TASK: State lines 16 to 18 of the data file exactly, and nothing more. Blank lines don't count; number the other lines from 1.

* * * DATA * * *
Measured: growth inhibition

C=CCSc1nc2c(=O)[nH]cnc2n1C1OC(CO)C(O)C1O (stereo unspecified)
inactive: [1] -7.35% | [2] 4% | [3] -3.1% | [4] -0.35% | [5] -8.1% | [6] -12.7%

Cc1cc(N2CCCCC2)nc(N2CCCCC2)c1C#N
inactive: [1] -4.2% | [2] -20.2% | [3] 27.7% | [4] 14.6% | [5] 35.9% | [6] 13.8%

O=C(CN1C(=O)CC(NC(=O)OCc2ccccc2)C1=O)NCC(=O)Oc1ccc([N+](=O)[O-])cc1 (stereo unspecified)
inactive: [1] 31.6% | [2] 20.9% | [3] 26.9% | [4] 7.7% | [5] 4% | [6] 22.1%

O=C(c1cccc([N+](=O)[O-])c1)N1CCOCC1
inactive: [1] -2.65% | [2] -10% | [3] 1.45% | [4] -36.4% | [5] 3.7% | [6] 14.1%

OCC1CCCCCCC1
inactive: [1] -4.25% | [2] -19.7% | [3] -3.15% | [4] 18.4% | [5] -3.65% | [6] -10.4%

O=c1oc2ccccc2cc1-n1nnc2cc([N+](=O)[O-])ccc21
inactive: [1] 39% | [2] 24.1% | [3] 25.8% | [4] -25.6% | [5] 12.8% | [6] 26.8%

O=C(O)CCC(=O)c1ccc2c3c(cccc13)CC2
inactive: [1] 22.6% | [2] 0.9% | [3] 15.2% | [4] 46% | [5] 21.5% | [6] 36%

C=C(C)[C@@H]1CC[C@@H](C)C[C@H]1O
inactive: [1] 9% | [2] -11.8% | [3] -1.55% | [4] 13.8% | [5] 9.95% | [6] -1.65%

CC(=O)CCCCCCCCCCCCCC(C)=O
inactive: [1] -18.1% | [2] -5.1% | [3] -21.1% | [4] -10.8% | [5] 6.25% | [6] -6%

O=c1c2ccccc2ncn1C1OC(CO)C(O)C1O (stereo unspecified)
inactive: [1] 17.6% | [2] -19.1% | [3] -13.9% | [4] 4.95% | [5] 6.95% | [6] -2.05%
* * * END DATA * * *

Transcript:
C=C(C)[C@@H]1CC[C@@H](C)C[C@H]1O
inactive: [1] 9% | [2] -11.8% | [3] -1.55% | [4] 13.8% | [5] 9.95% | [6] -1.65%

CC(=O)CCCCCCCCCCCCCC(C)=O